100 Greatest U.S. Coins Series: 1776 Continental Dollar

As we are a fifth of the way through this blog series, there have only been two other occasions where we have covered top ten picks. This next entry happens to be number ten and it is a doozy. Ties to Benjamin Franklin, possibly the first circulating United States dollar coin, and the date 1776 all make this pick worth exploring in full. With help from author Jeff Garrett in this Whitman Publishing 100 Greatest United States Coins list, we will take a closer look at this coin and its incredible history.

#10 - 1776 Continental Dollar

Coming off newfound independence fought for during the Revolutionary War against Great Britain, the United States initiated a plan to show the world who they were by producing their own money as a sovereign nation. This led to the preparation of dies for a new coin by engraver Elisha Gallaudet. This new coin was to replace the $1 Continental Currency notes that were rapidly depreciating. Using recycled designs and adding recommendations from Benjamin Franklin and eventual first director of the United States Mint, David Rittenhouse, Gallaudet would come up with a silver dollar for the replacement.

Patterns were struck in brass, copper, tin, and silver although circulating coins would be produced in a pewter-like alloy. While the composition was less than desirable and offered little to no intrinsic value, it was more stable than paper. Wanting to make coins from silver, the United States were not able to secure a loan from France to do so if that was the route chosen. While independence was won and politics were formidable, the economy within the States did not live up to expectations. Many say that the remaining 1776 Continental Dollars still in existence today are the “remnants” of the economical dream post war.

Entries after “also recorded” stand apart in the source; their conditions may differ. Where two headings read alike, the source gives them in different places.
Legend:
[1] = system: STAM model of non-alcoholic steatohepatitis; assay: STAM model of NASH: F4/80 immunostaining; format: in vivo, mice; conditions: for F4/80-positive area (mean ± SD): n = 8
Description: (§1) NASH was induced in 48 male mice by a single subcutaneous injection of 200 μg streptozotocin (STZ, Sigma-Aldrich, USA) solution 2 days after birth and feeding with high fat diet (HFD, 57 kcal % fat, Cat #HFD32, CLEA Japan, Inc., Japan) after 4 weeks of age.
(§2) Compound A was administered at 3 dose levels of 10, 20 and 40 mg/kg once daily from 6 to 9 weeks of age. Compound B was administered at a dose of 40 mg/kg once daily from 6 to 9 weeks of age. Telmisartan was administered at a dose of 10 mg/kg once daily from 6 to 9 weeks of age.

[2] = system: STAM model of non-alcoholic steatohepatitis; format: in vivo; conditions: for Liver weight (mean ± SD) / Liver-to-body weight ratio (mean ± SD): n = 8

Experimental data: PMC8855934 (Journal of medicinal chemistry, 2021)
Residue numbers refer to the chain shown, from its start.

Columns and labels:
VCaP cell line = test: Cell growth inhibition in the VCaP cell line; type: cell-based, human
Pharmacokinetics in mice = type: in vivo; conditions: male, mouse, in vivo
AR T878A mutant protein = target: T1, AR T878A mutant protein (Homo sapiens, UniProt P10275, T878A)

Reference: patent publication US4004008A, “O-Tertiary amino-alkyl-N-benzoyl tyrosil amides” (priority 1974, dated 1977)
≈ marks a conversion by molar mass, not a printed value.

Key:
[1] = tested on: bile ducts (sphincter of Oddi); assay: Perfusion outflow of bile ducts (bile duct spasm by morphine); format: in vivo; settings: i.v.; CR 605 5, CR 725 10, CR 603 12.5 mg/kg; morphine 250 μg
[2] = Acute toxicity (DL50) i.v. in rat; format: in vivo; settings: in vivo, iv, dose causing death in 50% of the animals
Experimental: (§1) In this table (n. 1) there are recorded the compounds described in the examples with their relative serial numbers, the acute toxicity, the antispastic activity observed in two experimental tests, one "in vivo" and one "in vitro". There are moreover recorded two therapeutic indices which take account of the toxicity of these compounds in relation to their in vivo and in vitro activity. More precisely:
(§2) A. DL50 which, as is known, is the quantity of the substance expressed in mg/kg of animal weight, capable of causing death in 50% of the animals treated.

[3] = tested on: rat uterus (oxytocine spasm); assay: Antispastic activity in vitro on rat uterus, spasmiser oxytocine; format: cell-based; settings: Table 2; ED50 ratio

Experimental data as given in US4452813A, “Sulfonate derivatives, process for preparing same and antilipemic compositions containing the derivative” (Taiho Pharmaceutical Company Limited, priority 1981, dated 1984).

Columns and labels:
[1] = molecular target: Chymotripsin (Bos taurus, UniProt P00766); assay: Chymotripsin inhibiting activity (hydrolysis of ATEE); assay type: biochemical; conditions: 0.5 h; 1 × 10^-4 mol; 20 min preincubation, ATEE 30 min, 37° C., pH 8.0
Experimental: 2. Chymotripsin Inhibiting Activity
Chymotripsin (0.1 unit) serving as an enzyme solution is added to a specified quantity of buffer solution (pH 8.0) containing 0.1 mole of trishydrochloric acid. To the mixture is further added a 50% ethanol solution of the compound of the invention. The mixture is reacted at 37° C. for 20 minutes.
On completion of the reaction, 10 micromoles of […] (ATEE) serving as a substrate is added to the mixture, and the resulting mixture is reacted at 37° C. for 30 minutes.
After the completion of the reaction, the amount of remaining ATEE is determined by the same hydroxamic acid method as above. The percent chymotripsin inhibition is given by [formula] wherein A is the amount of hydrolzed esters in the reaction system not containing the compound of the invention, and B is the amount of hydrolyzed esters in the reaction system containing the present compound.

If examples of the dollar are found, they are very worn. Few silver examples are known to exist as there are fewer than 10 in brass and between 1,000 and 2,000 of the pewter. Historical value in 1960 of the 1776 Continental Dollar in Uncirculated condition is placed at $300. The fourth edition of this publication from 2015 now places it at $100,000.